The hon. Member for Wellingborough is right, and the Prime Minister has made it clear—he does so on appointing Ministers—that requests to meet Members should be honoured as expeditiously as possible. I know that the hon. Member encountered a slight problem, but I think that it was compounded by an Opposition debate on health, which caused a further delay. I hope that he is now close to securing the meeting. It is only a matter of courtesy that a Secretary of State or other Minister should meet Members to hear their concerns.

There is no need for me to crow, because Opposition Members have been generous about the changes that we have seen. The Liaison Committee's twice-yearly meetings, which last for up to three hours, have been mentioned, but I think that it was the Prime Minister
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who suggested to the Chair that he might come along and might be willing to give evidence. I understand that those are useful meetings.

The chairmanship of the Modernisation Committee is an important matter. I was party to representations from Members from a number of parties about whether the Leader of the House should chair that Committee. I do not think that there is a political division on the matter. Some Members feel that it is important that the Committee is chaired by the Leader of the House in order to progress its agenda—my late friend Robin Cook certainly felt that way—but others feel that there is then an issue of impartiality. I think that the Leader of the House probably sees the sittings of that Committee as among the least party politicised meetings for which he is responsible in his role. Of course, if the House were to decide, as it could, that it wished to change the Committee structure or bring the Modernisation Committee and the Procedure Committee together, it has adequate opportunity to do just that.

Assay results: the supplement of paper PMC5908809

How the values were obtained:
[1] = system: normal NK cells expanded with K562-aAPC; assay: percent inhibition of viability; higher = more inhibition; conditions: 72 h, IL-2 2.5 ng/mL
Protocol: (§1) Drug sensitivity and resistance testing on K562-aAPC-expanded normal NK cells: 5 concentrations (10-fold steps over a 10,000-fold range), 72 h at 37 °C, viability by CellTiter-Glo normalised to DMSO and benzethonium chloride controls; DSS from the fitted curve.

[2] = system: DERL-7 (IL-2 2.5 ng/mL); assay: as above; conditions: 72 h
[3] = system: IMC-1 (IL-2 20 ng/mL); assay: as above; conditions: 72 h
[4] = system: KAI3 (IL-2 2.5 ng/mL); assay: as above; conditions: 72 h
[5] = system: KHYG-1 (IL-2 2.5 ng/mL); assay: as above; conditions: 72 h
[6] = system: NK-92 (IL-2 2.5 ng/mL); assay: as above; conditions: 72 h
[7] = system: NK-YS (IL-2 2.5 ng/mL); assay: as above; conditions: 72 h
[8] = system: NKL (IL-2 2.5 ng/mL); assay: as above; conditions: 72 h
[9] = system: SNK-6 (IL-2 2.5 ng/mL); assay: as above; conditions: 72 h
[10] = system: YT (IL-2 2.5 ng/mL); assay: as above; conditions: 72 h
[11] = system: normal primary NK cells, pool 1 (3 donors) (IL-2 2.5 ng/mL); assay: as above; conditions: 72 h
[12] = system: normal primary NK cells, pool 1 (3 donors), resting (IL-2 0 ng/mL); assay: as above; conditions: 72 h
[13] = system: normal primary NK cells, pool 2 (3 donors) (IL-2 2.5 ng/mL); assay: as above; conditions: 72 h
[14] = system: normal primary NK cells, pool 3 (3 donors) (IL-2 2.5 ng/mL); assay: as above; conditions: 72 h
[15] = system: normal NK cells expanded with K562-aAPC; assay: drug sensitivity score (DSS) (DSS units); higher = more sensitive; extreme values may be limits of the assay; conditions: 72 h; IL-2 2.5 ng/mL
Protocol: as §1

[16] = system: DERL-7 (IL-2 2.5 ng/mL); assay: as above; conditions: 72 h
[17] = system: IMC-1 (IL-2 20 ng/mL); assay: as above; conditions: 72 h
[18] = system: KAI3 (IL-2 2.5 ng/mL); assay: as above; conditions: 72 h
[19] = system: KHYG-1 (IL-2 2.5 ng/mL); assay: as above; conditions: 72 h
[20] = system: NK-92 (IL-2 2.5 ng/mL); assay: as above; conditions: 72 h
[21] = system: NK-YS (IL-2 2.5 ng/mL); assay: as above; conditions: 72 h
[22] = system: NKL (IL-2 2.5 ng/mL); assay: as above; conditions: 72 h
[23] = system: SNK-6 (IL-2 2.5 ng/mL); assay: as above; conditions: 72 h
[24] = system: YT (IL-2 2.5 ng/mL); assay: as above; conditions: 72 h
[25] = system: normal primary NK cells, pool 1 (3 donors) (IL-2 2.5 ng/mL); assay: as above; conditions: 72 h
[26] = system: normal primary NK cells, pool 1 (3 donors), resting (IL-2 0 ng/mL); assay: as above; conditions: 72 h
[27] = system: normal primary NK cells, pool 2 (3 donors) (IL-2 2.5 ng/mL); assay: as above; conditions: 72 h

The question of public petitions has been explored by other, now devolved, Parliaments and Assemblies. That seems to have brought about effective working relationships. Our Committees of the House of Commons may want to learn lessons from that once those arrangements have bedded down a bit more, and examine whether there are recommendations on how to handle things in this place.

I know that Members and Committees have made proposals to restrict in some way the number of questions. I do not support that. When I first became a Member of Parliament there were restrictions on the number of oral questions that could be tabled by a Member at any one time. That restriction has been lifted and it would be wrong to go back. The number of written questions reflects the various concerns of Members of Parliament, many of which are extremely serious; others would not be judged to be so serious, but it is up to the Member to justify to his or her electorate why they have tabled certain questions. I am happy to leave that to the good sense of electors, as I am sure all hon. Members are.

I do not think that any of the suggestions that are being made—not by Government but by the Committees of the House—to restrict the activities of Members in terms of tabling questions or the role of early-day motions will be allowed to pass without considerable debate in the House. For what it is worth, my opinion is that there is not a mood among the Back Benchers from all parties to whom I have spoken to make the sort of changes that I have heard floated in the Tea Room and elsewhere.

This debate has been good in terms of raising many of the issues. I do not think that the debate would have been different had it been held in a previous Parliament. I am sure that Members who are now on the Government Benches would have made several criticisms had they been sitting on the Opposition Benches. I treasure one exchange that took place before my time as an historic parliamentary moment. Under the Government led by the noble Baroness Thatcher, the Whips were accused of passing round set questions. The hon. Member for Louth and Horncastle (Sir Peter Tapsell) rose during Prime Minister's questions and said that he had not been given one of those questions
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circulated by the Whip and asked whether the Prime Minister would pander to his eccentricity. I think we have been pandering to his independence ever since.

The fact that today we have heard an updated version of the criticisms does not negate them. We want Parliament to operate effectively. The quality of the contributions to this debate shows that Members of the House are ever vigilant about the need to ensure that Ministers are held to account. I see it as my role as Deputy Leader of the House to reinforce that message. I do not give my colleagues a bad score—I think that they are doing well, but as with everything else, there are grounds for improvement. I thank the hon. Member for Forest of Dean for allowing me to respond to his excellent debate.

10.58 am

Sitting suspended.